One of the hardest hit areas from Monday night's storm is Broken Arrow. City crews are now getting ready for the next round. News On 6 anchor Terry Hood reports the city is worried about more flooding.
Nearly two dozen roads or intersections were flooded Monday night in Broken Arrow. The city hopes to avoid that this time around, but past fears over flooding have city crews on the lookout for trouble spots.
Underneath South Olive Avenue in Broken Arrow, city workers were ankle deep in water runoff on Wednesday. They're carefully removing tree limbs and ice storm debris from a drainage ditch, preparing for another round from Mother Nature.
"We've cleaned up most of it throughout the city, but there's still some lingering debris in some of the drains, so we want to make sure those are clear as the next storm comes our way." said Keith Sterling with the City of Broken Arrow.
The city is still recovering from Monday's drenching. One of the biggest trouble spots is along Garnett Road, between 101st and 111th. The two intersections are usually at the top of the list to get shut down because of flooding.
All the more reason to work on clearing drainage ditches, a city spokesman says. The drainage ditch on Olive is actually quite a way away from homes.
But, Keith Sterling says, the water has to go somewhere and any blockage along the system can cause problems for those far away.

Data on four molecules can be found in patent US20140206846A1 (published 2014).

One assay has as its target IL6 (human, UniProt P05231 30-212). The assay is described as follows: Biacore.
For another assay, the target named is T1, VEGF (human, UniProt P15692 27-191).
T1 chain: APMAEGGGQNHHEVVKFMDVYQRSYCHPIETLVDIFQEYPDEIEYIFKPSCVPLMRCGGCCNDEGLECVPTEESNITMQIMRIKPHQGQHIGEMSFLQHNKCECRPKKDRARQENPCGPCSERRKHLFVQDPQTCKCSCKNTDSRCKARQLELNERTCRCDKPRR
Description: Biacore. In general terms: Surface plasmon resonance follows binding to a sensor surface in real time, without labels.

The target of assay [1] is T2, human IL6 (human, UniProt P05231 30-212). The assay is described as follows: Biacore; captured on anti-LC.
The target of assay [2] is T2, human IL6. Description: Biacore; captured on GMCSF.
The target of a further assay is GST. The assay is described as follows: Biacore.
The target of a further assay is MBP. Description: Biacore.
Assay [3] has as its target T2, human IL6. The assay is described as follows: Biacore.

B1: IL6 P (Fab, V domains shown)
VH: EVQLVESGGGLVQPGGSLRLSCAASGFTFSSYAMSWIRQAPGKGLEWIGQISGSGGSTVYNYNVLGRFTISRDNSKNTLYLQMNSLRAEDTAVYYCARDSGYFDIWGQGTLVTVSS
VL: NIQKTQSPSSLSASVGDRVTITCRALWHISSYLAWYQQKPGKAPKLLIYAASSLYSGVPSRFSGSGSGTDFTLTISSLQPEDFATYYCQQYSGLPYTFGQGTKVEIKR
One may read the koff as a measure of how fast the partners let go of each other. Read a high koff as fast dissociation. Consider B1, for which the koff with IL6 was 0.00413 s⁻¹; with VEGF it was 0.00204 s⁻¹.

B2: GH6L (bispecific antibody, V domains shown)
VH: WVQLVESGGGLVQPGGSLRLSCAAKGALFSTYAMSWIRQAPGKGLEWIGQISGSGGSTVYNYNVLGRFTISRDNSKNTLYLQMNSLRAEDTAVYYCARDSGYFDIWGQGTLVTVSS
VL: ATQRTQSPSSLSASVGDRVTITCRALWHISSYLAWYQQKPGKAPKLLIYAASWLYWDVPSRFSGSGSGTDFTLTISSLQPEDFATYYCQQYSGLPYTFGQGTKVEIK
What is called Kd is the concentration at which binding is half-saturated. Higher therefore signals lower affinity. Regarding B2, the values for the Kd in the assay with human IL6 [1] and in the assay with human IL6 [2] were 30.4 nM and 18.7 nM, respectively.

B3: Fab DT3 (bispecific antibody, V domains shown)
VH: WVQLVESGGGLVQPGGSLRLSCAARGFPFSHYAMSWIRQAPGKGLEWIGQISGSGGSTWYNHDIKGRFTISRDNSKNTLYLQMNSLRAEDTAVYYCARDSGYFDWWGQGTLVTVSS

"A problem two or three miles away can cause a back-up down the way into some neighborhoods." says Keith Sterling with the City of Broken Arrow.
The city has a history of dealing with floodwaters. Two years ago, subdivisions north of 41st Street had rain invade homes, resulting in thousands of dollars in damages.
Residents asked for help and the city re-built and enlarged the retention pond. More work in the area is scheduled for later this summer.
"Any time we had some significant rains those were the first folks we were usually hearing from. We didn't hear from them this time so that's good news." says Keith Sterling with the City of Broken Arrow.
The city will have crews on the lookout for high water or potential flooding. Sterling says they know it's an inconvenience, but they'll close any road or intersection before it gets dangerous.
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